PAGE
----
News

Real Estate Developers Sue Oakland Over New Public Art Ordinance

The Oakland Tribune Building, as seen through a sculpture in the City Center complex. (sculpture © David Corby, photo © Roslyn Mazzilli, via Wikimedia Commons)
The Oakland Tribune Building, as seen through Roslyn Mazzilli’s sculpture in the City Center complex, “There” (sculpture © Roslyn Mazzilli, photo © David Corby, via Wikimedia Commons)

Real estate developers are suing the city of Oakland over a new law that requires them to set aside funds to commission and install public art in new residential and commercial buildings.

The law — technically an amendment to the city’s Percent for Art Ordinance, which was passed in 1989 but only covered municipal construction projects — was approved in December and put into effect in February. It follows the same principles as older provisions in other Bay Area cities (including San Francisco, Napa, and Emeryville) calling on developers to set aside a small percentage of their construction budgets — .5% for residential projects with more than 20 units, 1% for commercial buildings of more than 2,000 square feet — for the “acquisition and installation of publicly accessible art on the development site.” Developers who do not wish to comply with the ordinance may alternatively pay an equivalent sum to Oakland’s Public Art Project. (They may cover part of that sum by including a public, programmable gallery or community space in their construction projects.) However, the Building Industry Association of the Bay Area (BIA Bay Area) claims in a federal lawsuit filed against the city of Oakland on July 23 that the new public art ordinance violates the First and Fifth amendments.

The group, which represents some 300 builders, contractors, suppliers, and other players in the Bay Area housing industry, claims that the ordinance violates the Fifth Amendment’s protection against “uncompensated takings” by requiring developers to pay a fee or commit to providing public art in order to obtain building permits. According to an announcement from the Pacific Legal Foundation, which is representing the BIA Bay Area in the case, public art has “no reasonable connection to any impact from their projects,” even though public art’s potent role in cities’ redevelopment and fostering vibrant street life — and thus boosting local property value — is accepted fact. Or, as Eric Arnold of the local nonprofit Community Rejuvenation Project told the Contra Costa Times, “Public art is how cities become art cities … You don’t become a world-class city without world-class art.”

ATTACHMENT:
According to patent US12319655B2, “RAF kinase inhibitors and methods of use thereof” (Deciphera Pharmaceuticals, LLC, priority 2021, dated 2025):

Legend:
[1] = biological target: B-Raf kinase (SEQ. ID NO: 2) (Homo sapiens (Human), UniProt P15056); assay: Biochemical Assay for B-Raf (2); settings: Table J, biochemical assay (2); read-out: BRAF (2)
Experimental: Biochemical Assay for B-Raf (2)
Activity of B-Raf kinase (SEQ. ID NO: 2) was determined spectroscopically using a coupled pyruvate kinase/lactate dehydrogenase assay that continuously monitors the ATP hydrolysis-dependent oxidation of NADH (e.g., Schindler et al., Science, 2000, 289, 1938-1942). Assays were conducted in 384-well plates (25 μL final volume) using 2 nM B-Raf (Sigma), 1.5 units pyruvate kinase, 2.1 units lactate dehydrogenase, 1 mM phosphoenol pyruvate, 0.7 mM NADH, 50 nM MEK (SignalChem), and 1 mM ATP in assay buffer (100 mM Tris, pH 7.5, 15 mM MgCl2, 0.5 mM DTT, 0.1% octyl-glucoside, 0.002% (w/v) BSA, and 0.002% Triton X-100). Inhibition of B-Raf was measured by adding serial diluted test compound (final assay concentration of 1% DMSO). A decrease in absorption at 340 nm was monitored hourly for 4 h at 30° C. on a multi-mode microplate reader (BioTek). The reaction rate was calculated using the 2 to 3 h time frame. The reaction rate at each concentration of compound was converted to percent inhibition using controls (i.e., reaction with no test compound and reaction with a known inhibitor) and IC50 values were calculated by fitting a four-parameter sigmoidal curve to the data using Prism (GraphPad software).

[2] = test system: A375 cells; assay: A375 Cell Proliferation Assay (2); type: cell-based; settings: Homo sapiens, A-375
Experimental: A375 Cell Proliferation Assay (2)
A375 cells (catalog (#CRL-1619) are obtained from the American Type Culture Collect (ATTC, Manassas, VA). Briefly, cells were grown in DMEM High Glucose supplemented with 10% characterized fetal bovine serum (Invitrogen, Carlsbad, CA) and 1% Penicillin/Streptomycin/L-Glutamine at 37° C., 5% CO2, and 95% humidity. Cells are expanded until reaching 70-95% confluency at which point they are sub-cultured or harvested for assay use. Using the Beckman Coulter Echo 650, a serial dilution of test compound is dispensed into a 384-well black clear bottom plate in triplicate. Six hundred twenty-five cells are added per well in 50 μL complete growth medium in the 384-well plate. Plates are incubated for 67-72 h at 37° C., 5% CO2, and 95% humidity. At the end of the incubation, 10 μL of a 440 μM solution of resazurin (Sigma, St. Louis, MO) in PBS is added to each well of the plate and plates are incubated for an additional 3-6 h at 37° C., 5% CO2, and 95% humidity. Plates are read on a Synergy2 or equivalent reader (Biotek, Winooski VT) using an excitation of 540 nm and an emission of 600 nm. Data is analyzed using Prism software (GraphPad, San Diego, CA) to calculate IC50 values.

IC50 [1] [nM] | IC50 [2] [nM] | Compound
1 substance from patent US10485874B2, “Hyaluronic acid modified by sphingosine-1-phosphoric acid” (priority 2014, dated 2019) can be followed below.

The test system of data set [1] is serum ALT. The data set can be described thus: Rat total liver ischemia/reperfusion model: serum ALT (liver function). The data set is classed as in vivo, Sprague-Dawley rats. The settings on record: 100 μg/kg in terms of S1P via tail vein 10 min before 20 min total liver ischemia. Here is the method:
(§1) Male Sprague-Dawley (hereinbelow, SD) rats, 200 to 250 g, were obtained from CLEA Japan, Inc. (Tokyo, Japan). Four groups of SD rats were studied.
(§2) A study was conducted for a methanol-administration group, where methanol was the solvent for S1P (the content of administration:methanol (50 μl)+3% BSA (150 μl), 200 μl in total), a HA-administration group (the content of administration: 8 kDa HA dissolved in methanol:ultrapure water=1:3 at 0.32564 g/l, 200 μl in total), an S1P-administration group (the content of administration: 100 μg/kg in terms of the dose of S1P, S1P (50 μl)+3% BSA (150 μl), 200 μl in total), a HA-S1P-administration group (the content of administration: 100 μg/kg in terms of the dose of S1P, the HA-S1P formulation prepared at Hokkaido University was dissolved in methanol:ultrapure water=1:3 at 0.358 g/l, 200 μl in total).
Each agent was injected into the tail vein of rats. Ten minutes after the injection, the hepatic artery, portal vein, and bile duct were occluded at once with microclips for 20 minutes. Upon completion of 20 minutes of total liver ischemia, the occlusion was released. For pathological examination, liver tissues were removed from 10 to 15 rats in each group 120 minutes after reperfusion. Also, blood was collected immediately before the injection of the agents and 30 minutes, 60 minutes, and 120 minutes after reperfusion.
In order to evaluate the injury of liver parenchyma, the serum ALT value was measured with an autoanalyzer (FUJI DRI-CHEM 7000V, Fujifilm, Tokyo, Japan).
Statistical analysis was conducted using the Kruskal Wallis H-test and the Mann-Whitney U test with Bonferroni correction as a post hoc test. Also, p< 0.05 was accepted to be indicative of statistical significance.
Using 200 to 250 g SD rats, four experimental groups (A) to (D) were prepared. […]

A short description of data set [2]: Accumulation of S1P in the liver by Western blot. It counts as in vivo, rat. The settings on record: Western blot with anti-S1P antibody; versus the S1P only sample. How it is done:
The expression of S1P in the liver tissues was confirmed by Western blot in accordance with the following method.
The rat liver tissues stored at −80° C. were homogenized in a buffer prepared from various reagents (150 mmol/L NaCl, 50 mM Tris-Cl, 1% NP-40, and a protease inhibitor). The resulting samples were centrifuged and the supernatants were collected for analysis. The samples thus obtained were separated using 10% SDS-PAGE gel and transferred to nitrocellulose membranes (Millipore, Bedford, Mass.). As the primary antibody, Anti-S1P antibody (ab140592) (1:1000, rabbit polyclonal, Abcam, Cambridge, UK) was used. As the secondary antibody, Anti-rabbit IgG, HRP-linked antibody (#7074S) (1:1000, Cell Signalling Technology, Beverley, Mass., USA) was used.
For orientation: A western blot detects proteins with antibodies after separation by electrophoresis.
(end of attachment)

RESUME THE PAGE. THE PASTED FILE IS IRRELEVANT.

The ordinance, according to BIA Bay Area, also violates the terms of First Amendment free speech protections by compelling developers to give voice to “government-mandated public art works by government-designated artists.” However, there is no language in the ordinance about the content of the works commissioned, and the specific artists selected by developers need not be approved by the city, but may also be:

… artists working in conjunction with arts or community organizations, that are verified by the City to either hold a valid Oakland business license or be an Oakland-based 501(c)(3) tax designated organization in good standing. Developers and/or owners installing art created by an artist not verified by the City shall pay a verification fee to the City.

As Oakland Mayor Libby Schaaf — a champion of the ordinance last year, when she was still a member of city council — told the Contra Costa Times, “There’s no review of content, none at all, because it’s private money.”

“We as a region need to decide if we are serious about increasing housing opportunities in the Bay Area for working households in a responsible and sustainable way,” Bob Glover, the executive director of BIA Bay Area, said in a statement. “We cannot do that if local governments continue to pile the cost of providing every conceivable social program on new housing development. It is simply irresponsible to bemoan the lack of new housing affordable to working households while refusing to make the tough decision to say ‘no’ to increasing the cost of new housing.”

Glover did not mention the provision of the new public art ordinance that allows for the exemption of “affordable housing development if the developer demonstrates to the satisfaction of the City that said requirements would cause the development project not to be economically feasible.” But then again, providing affordable housing doesn’t seem to be one of BIA Bay Area’s goals. In 2010 the California Building Industry Association (of which BIA Bay Area is a local affiliate) sued the city of San Jose to prevent it from passing an ordinance that would require 15% of all new housing to be affordable. That lawsuit was finally resolved last month, when California’s Supreme Court ruled in favor of San Jose. How long the latest lawsuit — against Oakland’s public art ordinance — will drag on is anybody’s guess.

Correction: A previous version of this article suggested in the photo caption that the sculpture in Oakland’s City Center complex was the work of David Corby and had been photographed by Roslyn Mazzilli. The sculpture, titled “There,” is by Mazzilli, and the photograph is by Corby. Hyperallergic apologizes for the error and any confusion it may have caused.

comments (0)